by Jon Winsor Over at the US Intellectual History blog (a great blog, BTW), historian David Sehat reflects on Thomas Frank's recent piece in Harper's on the Tea Partiers' claims to historical authority:
Frank spends a bit of space in the article showing the historical inaccuracy and general absurdity of the Tea Partiers' quotations of the Founders. Many of the quotes are made up. A few could not have possibly been said by the Founders, because they contain vocabulary and concepts that were not yet in circulation during the Founders' lifetimes. His article is, as these exercises usually are, pretty much shooting fish in a barrel, though still entertaining...
He's entertained, but also exasperated:
I wonder, what is the best response from historians in the face of rampant historical inaccuracy that is often combined with fervent worship of a false past? Is our task to keep pointing out error, knowing that we will not be heeded? I'm afraid that it might be. But I am still not ready to give up the effort.
His colleague Mike O'Connor responds in the comments:
It seems like the logical thrust of your argument leads not to historians endlessly noting factual misconceptions about the past, but to them endlessly pointing out that these beliefs are not fundamentally historical. In a similar vein, the argument that creation science is wrong is not nearly as compelling as the argument that it is not really science. Engaging in the tit-for-tat cedes the most important issue: that the competing ideas are on some sort of level epistemological playing field. Once that has been (implicitly) established, in the battle between Frank's member of the "populist right" and his "liberal college professor," the liberal has already lost. ...The real issue here, with climate change or Franklin's quote, is not who is right about the particular fact at issue. Those who challenge scientists by saying that they disagree among themselves and that "evolution is only a theory," are, of course, correct. What's really important is that such flat-earthers do not subject their claims to falsifiability; peer-review; or the tests of predictive accuracy. Scientists themselves, using these procedures, have achieved a strong consensus that evolution does in fact occur, and that the world was created before 4004 B.C.E. By claiming that they believe in science and the expertise of scientists themselves, rather than that they themselves possess knowledge that conservatives don't, liberals are making a claim that they can support: that their understanding of the scientific method and their belief in the integrity of its practitioners leads them to accept its results... In this conception of the debate, the role of the real-live scientists is to buttress this understanding of science and, if people seriously want the evidence (which most don't), to point them to their actual work. By way of parallel, historians would do better to educate the public about the nature of history itself...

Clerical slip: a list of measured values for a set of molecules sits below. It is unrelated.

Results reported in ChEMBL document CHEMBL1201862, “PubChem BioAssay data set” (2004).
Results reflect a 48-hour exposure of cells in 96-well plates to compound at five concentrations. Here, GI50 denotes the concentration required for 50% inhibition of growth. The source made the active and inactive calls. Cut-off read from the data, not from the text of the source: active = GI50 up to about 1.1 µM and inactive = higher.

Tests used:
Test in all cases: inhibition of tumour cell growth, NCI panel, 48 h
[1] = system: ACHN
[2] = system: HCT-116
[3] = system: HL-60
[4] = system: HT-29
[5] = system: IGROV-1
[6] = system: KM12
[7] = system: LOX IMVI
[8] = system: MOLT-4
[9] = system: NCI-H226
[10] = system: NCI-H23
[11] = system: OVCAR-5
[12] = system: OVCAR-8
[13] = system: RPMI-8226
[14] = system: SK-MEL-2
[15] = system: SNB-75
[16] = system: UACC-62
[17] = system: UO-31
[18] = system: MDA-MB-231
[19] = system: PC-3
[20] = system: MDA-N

This is still not ideal, as the attacks by populist conservative denialists tend to be on institutions themselves, in a kind of sustained ad hominem attack. This poses difficulties to non-scientists declaring simply, "I believe in science." As the normally staid journal Nature quoted Rush Limbaugh, “The four corners of deceit: government, academia, science and media. Those institutions are now corrupt and exist by virtue of deceit. That's how they promulgate themselves; it is how they prosper.” This kind of talk, although absurd, has been persistent, and has doubtless created a certain amount of FUD in sections of the US public. But Professor O'Connor's suggestion that historians and scientists should publicly and straightforwardly discuss the work they do, seems helpful.